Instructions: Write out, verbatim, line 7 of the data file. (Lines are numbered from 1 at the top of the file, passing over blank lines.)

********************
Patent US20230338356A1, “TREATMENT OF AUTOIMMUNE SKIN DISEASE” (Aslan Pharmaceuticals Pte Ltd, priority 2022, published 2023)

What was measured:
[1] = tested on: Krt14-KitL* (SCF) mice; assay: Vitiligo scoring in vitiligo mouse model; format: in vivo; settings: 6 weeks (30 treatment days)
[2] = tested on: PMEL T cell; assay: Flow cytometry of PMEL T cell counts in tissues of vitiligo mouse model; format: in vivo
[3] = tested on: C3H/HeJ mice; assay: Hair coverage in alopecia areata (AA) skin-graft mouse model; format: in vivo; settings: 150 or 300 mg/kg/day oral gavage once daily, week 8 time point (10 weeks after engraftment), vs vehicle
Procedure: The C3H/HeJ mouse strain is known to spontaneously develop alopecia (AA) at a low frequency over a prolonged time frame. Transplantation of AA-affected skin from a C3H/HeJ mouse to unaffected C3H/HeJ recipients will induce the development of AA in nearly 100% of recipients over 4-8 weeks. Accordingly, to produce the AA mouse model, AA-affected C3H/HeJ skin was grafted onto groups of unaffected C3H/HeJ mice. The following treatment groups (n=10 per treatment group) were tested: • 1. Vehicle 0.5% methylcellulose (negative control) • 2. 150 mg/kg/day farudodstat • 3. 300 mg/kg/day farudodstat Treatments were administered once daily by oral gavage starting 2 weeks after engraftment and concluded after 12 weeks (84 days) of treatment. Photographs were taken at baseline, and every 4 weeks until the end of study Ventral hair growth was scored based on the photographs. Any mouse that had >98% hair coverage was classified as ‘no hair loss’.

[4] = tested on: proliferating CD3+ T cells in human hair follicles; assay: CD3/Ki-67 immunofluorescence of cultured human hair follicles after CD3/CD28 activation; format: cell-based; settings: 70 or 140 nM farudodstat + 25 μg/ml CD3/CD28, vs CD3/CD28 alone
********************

[4] = tested on: proliferating CD3+ T cells in human hair follicles; assay: CD3/Ki-67 immunofluorescence of cultured human hair follicles after CD3/CD28 activation; format: cell-based; settings: 70 or 140 nM farudodstat + 25 μg/ml CD3/CD28, vs CD3/CD28 alone